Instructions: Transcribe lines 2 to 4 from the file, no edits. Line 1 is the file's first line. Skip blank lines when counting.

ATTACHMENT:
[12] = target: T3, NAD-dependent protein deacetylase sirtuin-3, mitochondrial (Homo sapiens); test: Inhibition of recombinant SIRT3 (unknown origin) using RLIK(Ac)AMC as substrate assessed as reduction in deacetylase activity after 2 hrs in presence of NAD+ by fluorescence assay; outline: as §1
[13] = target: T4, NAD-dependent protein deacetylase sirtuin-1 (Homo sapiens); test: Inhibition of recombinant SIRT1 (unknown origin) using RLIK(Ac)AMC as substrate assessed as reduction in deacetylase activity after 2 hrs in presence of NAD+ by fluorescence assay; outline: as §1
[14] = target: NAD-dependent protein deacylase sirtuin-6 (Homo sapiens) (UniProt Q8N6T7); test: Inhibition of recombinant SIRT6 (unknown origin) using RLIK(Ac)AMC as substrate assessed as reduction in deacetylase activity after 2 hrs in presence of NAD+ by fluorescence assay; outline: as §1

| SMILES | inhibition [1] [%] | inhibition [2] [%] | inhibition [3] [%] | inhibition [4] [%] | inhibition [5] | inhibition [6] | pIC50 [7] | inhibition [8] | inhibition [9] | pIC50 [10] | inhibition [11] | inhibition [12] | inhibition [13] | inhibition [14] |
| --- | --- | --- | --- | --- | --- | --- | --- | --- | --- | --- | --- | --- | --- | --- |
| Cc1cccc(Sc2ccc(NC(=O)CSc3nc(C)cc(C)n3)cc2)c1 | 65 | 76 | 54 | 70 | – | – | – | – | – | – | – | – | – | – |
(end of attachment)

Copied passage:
[13] = target: T4, NAD-dependent protein deacetylase sirtuin-1 (Homo sapiens); test: Inhibition of recombinant SIRT1 (unknown origin) using RLIK(Ac)AMC as substrate assessed as reduction in deacetylase activity after 2 hrs in presence of NAD+ by fluorescence assay; outline: as §1
[14] = target: NAD-dependent protein deacylase sirtuin-6 (Homo sapiens) (UniProt Q8N6T7); test: Inhibition of recombinant SIRT6 (unknown origin) using RLIK(Ac)AMC as substrate assessed as reduction in deacetylase activity after 2 hrs in presence of NAD+ by fluorescence assay; outline: as §1

| SMILES | inhibition [1] [%] | inhibition [2] [%] | inhibition [3] [%] | inhibition [4] [%] | inhibition [5] | inhibition [6] | pIC50 [7] | inhibition [8] | inhibition [9] | pIC50 [10] | inhibition [11] | inhibition [12] | inhibition [13] | inhibition [14] |